If Benítez is the No. 10, so too is Zidane -- only without the sarcasm.

There is also something about Zidane; there's a quiet authority about him, a presence. As a player he did not talk much, but he led. And when he did talk, they listened.

Asked how Johan Cruyff convinced players to follow him even when they thought he was a bit mad, Txiki Begiristain, the former Barcelona midfielder and current sporting director at Manchester City, replied "Because he's Johan Cruyff!" With Zidane, there is an element of that, too. Not many of that 72 percent know much about Zidane the coach but, well, it's Zidane. And that does matter, not least to the players.

What Benítez did not achieve as a player means that for some, the default response to what he says is (wrongly) to ignore; what Zidane did achieve as a player means that for most, the default response to what he says is (rightly) to listen. When he worked with the Madrid squad as an assistant to Carlo Ancelotti, much of his work with the players was one-on-one, and he was popular, his relationship with the squad strong. Ancelotti was quick to praise him.

There are other qualities, too. Zidane was always seen as an elegant, almost effortless player, but the impression was false. Effortless? Hardly. He competed, he worked, he sweated. It annoyed him that people saw him almost as a ballet dancer rather than a sportsman, all grace and balance, gift over graft. "If people say I played in a way that's elegant, great. It's nice that they say that. But it is uncomfortable for me," he admitted. "I'm not there to show things, to perform; I'm there to win."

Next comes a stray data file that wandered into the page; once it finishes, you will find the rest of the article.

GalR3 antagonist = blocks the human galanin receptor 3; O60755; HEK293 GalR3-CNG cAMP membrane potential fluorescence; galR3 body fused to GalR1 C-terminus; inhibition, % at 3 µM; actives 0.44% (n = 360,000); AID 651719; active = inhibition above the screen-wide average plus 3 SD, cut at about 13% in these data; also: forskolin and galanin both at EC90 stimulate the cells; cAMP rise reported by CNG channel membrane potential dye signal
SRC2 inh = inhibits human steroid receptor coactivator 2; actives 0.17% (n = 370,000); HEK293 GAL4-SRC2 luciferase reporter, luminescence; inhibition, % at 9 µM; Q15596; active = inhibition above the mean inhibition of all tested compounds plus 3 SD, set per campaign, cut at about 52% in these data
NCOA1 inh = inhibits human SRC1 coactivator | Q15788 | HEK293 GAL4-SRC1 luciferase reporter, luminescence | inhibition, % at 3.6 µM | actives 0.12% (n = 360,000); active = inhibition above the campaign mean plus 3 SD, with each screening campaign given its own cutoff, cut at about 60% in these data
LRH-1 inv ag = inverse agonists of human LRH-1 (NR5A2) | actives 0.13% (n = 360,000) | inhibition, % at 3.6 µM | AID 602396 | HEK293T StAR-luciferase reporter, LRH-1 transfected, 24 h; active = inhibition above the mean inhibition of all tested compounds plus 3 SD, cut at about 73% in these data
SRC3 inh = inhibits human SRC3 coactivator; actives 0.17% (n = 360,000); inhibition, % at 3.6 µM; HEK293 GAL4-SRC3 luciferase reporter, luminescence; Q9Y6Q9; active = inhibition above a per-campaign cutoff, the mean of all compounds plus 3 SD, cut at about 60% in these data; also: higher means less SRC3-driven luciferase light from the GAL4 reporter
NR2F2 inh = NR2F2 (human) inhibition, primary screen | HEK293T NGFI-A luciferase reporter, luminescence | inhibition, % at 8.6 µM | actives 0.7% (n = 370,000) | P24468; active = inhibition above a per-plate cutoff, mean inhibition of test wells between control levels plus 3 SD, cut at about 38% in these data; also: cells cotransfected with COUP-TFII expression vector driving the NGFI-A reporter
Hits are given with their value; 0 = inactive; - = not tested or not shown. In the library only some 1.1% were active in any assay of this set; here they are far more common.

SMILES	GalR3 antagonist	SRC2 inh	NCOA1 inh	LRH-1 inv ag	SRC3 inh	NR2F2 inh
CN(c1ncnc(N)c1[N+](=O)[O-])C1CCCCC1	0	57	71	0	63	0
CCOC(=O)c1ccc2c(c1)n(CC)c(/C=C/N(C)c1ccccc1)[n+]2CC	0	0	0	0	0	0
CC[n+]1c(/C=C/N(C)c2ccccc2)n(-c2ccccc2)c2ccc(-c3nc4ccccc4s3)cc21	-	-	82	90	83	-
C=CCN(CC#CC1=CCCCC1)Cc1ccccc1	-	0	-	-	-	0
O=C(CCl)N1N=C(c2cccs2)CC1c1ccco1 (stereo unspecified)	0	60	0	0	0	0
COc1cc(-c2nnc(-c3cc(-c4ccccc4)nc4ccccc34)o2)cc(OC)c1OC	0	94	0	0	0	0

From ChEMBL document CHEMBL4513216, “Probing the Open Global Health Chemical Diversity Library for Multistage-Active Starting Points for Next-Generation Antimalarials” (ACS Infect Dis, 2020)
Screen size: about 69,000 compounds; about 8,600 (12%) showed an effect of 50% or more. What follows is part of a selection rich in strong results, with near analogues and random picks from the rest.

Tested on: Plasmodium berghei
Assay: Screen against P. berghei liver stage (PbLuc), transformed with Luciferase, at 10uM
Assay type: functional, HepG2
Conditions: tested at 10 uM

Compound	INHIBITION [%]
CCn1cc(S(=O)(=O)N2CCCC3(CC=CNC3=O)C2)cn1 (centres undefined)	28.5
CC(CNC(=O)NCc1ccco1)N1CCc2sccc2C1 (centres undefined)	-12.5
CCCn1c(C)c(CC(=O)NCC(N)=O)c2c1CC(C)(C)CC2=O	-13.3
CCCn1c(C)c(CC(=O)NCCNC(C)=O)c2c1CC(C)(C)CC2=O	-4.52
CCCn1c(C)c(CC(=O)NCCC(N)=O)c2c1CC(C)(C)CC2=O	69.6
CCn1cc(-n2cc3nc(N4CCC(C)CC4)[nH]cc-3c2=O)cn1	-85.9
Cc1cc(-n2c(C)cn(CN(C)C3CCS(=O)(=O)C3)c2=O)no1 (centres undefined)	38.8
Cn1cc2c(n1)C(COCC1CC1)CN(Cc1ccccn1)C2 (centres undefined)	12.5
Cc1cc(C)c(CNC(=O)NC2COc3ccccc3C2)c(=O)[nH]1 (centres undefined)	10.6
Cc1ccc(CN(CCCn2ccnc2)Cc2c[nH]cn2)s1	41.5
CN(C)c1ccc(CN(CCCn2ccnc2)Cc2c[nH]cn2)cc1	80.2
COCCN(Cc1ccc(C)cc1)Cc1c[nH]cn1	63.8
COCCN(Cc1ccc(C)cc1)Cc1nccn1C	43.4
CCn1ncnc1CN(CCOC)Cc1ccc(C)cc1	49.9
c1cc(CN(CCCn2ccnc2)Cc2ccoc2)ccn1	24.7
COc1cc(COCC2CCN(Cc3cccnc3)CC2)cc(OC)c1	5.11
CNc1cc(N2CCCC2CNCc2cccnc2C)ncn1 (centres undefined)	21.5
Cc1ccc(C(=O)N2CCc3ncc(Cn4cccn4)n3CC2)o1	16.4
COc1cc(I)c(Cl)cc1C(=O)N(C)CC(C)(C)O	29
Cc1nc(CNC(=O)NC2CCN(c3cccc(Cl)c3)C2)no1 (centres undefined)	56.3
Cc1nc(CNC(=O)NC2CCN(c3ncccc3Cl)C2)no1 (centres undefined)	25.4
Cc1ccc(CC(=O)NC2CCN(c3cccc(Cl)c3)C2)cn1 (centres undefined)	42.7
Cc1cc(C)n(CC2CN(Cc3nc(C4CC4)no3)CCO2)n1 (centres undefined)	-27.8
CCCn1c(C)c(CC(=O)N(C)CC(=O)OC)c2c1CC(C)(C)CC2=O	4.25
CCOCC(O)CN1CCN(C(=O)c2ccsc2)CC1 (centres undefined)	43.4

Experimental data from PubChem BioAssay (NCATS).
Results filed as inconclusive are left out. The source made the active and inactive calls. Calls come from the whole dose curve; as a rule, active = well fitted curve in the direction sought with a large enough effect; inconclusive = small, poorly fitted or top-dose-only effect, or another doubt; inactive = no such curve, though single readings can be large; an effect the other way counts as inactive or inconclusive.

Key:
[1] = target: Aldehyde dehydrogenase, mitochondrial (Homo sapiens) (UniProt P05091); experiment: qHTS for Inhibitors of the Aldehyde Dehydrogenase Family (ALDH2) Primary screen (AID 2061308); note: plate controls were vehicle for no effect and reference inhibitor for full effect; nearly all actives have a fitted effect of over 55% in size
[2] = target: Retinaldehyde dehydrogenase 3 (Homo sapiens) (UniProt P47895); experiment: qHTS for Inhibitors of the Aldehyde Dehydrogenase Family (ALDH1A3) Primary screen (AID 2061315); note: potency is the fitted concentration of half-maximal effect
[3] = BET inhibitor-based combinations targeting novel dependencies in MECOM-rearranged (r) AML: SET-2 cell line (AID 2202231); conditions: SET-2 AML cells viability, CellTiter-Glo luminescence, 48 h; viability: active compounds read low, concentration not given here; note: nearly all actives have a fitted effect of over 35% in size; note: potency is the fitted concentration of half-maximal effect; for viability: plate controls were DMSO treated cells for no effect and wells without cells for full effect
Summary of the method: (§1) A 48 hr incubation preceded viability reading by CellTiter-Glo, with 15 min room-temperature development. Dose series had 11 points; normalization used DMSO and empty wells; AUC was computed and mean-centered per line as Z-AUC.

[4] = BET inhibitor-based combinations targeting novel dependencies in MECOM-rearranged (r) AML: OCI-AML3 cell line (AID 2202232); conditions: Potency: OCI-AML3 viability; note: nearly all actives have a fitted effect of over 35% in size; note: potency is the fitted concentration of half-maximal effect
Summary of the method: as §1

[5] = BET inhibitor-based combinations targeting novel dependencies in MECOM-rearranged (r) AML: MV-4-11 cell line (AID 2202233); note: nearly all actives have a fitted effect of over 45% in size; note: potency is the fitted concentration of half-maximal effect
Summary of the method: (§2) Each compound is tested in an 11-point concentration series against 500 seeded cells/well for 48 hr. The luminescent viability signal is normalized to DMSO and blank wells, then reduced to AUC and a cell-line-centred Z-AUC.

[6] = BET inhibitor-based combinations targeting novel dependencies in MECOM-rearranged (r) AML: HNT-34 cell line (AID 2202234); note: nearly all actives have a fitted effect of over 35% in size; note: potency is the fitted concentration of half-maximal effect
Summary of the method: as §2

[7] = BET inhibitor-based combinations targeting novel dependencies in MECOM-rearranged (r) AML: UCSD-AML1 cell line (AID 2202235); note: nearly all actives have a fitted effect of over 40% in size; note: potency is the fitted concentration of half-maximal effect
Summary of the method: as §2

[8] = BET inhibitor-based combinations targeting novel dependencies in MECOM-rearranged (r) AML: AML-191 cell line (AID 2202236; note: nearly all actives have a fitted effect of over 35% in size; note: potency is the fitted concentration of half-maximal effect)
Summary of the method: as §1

Not for show -- for real. Zidane was there to win, to compete, to do something tangible. There are always compromises to be made, alliances to be sought and political games to be played -- especially at Madrid -- but it is an attitude that can be seen in the way Zidane built his playing career. It is also, perhaps even more significantly, something that can be seen in the way he has built his career since he retired from playing.

In 2009, he was adviser to Real Madrid's returning president, Florentino Pérez; then he became first team adviser; then, in July 2011, sporting director. In truth, they were largely symbolic posts and largely empty ones, too. For Pérez, it was enough to have him around and have him visible because his symbolic and political power remained high.